Elements of Self-Care and Resiliency

January 16, 2018

This week on the blog we are proud to introduce our first guest blogger, Ingrid Anderson, EdD.  Dr. Anderson is an assistant professor of practice in curriculum and instruction at Portland State University. She works with faculty across campus to foster interdisciplinary and innovative community partnerships creating opportunities for professional development, research, advocacy, and services to children and families. Dr. Anderson’s focus is on early childhood educators’ experiences in professional development systems, learner-centered pedagogies in early childhood, and the emotional lives of early childhood educators.

 

You can find more of Dr. Anderson's writings at Possibilities ECE.

 

 

What is required for self care? Self-care is act of attending to our physical, emotional, social, and cognitive well-being. Well-being is the act of balancing our needs with the demands on our time from outside forces that can include obligations, work, family, and friends. Self-care connects to well-being with builds our resiliency to feel competent and whole in our work.

 

What are the elements of resiliency?

 

Reflective Practice: At the heart of reflective practice is the examination of what you do to gain insight into your work. Reflective practice also includes connecting to your inner life so you understand what you are feeling and why you are feeling it. Examples of activities in reflective practice include observation, documentation, and journaling of your own practice.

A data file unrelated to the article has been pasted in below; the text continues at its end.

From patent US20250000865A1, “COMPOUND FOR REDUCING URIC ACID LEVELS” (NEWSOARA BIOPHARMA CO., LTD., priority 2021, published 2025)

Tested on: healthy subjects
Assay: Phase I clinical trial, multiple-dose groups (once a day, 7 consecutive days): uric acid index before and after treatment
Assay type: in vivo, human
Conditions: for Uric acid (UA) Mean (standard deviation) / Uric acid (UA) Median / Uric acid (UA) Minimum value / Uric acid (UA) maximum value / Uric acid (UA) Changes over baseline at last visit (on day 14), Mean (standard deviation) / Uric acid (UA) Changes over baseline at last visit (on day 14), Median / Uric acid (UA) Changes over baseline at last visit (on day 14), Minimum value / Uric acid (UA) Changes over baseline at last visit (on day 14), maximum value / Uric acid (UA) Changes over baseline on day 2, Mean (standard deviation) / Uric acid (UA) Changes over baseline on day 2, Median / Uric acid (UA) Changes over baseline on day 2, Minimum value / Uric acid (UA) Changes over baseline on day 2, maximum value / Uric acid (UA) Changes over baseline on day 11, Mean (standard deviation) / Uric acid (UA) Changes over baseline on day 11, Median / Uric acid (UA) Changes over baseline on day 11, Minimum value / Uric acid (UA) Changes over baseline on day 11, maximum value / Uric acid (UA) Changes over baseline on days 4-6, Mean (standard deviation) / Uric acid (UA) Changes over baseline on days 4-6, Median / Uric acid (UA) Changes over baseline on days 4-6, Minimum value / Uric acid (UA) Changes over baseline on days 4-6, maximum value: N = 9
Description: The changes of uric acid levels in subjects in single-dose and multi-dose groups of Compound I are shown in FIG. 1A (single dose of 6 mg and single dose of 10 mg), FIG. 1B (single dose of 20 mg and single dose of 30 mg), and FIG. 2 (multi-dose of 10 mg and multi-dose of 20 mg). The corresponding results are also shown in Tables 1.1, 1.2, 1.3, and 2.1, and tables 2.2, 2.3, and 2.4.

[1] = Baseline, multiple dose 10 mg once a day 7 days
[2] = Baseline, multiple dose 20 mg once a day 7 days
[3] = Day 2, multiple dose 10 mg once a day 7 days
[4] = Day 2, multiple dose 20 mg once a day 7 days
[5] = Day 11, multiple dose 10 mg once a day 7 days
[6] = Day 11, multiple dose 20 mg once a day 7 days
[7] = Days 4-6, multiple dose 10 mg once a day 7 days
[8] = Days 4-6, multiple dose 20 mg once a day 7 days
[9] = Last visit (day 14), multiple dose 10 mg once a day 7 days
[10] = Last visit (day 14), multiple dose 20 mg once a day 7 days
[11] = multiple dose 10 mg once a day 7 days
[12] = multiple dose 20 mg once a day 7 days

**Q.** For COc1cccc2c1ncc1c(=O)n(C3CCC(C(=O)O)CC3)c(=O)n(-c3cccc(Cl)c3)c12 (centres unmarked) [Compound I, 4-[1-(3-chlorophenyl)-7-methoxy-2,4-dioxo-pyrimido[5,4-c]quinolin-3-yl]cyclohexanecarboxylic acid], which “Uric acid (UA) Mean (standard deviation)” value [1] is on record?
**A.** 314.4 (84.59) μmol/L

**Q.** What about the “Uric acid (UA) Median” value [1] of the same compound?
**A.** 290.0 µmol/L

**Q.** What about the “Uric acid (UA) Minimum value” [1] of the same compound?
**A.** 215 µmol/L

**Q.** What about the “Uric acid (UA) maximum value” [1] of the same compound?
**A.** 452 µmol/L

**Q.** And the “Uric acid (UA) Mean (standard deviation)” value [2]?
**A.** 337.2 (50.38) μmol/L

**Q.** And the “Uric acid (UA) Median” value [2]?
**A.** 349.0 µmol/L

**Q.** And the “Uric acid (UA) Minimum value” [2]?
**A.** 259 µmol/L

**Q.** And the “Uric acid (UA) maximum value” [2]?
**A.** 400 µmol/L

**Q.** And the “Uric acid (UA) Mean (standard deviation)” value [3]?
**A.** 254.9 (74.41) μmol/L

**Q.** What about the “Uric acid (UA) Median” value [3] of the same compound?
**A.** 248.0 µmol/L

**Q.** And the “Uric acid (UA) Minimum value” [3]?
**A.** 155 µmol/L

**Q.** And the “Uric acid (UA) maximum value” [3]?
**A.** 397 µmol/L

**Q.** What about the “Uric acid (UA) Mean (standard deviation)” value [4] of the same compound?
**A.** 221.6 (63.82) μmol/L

Life Skills: Developing the skills you need to successfully navigate work and home. Life skills range from budgeting skills to how dissect a professional development activity to get the most out of it. Life skills also include people skills, such as talking to parents and mediating problems on the job.

 

Emotional Supports: Supporting our emotional lives in early childhood requires, not only work-life balance but also wellness activities within our work. Wellness activities include reflective supervision that scaffolds our emotional work in early childhood---the act of deconstructing problems within our classrooms and in the greater early childhood community. Emotional supports also provide us with healthy work environments where guilt, gossip, and disruptive behaviors are kept to a minimum.

 

Reflective Practice, Life Skills, and Emotional Supports are the foundation of well-being in our field and lead to greater resiliency. Our resiliency allows us to make choices about our physical, emotional, social, and cognitive heath that allow us to thrive. When we lack resiliency, we enter a downward spiral that minimizes our self-care.

 

In a field that has traditionally touted self-sacrifice as a virtue, it is time to take a hard look at the importance of well-being as an attribute that is an indicator of professional practice. Consistent acts of self-care are hallmarks of professionalism and it is time to acknowledge the need to embed our personal and professional care as part of our professional growth and long-term sustainability in our field.

 

How will you care for yourself today?
 
 
Originally posted at http://www.possibilitiesece.com/blog/2016/6/22/element-of-self-care-and-resiliency
 

 

Share on Facebook
Share on Twitter
Please reload

Featured Posts

Early Childhood Reflections: On Fred Rogers, Margaret McFarland and the Power of Being

December 3, 2018

1/7
Please reload

Recent Posts

November 15, 2019

September 12, 2019